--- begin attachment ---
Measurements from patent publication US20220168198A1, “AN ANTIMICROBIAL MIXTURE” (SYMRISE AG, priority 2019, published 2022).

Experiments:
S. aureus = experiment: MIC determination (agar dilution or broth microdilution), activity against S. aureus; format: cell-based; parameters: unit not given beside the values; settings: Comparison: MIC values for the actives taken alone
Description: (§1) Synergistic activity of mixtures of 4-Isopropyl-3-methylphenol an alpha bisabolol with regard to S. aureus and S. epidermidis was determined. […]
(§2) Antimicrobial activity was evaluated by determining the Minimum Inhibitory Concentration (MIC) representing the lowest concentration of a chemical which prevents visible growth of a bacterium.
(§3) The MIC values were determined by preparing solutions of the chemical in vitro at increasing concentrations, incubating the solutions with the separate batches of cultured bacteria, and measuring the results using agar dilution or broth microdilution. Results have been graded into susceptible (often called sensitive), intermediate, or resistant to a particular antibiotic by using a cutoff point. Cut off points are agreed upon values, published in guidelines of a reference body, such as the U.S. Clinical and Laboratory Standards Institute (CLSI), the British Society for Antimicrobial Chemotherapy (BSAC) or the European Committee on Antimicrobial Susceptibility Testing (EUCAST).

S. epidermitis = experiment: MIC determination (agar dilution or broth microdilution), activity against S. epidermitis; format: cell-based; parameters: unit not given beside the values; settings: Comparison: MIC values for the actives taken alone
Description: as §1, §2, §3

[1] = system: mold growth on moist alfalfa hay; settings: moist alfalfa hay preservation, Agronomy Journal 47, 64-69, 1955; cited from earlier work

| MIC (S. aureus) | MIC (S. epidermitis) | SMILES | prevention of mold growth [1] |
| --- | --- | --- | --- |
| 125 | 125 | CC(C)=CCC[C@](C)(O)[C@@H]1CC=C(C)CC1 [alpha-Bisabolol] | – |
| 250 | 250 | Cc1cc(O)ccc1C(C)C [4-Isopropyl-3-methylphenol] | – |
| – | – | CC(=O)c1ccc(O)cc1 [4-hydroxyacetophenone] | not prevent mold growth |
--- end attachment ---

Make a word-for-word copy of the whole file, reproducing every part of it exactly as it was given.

Measurements from patent publication US20220168198A1, “AN ANTIMICROBIAL MIXTURE” (SYMRISE AG, priority 2019, published 2022).

Experiments:
S. aureus = experiment: MIC determination (agar dilution or broth microdilution), activity against S. aureus; format: cell-based; parameters: unit not given beside the values; settings: Comparison: MIC values for the actives taken alone
Description: (§1) Synergistic activity of mixtures of 4-Isopropyl-3-methylphenol an alpha bisabolol with regard to S. aureus and S. epidermidis was determined. […]
(§2) Antimicrobial activity was evaluated by determining the Minimum Inhibitory Concentration (MIC) representing the lowest concentration of a chemical which prevents visible growth of a bacterium.
(§3) The MIC values were determined by preparing solutions of the chemical in vitro at increasing concentrations, incubating the solutions with the separate batches of cultured bacteria, and measuring the results using agar dilution or broth microdilution. Results have been graded into susceptible (often called sensitive), intermediate, or resistant to a particular antibiotic by using a cutoff point. Cut off points are agreed upon values, published in guidelines of a reference body, such as the U.S. Clinical and Laboratory Standards Institute (CLSI), the British Society for Antimicrobial Chemotherapy (BSAC) or the European Committee on Antimicrobial Susceptibility Testing (EUCAST).

S. epidermitis = experiment: MIC determination (agar dilution or broth microdilution), activity against S. epidermitis; format: cell-based; parameters: unit not given beside the values; settings: Comparison: MIC values for the actives taken alone
Description: as §1, §2, §3

[1] = system: mold growth on moist alfalfa hay; settings: moist alfalfa hay preservation, Agronomy Journal 47, 64-69, 1955; cited from earlier work

| MIC (S. aureus) | MIC (S. epidermitis) | SMILES | prevention of mold growth [1] |
| --- | --- | --- | --- |
| 125 | 125 | CC(C)=CCC[C@](C)(O)[C@@H]1CC=C(C)CC1 [alpha-Bisabolol] | – |
| 250 | 250 | Cc1cc(O)ccc1C(C)C [4-Isopropyl-3-methylphenol] | – |
| – | – | CC(=O)c1ccc(O)cc1 [4-hydroxyacetophenone] | not prevent mold growth |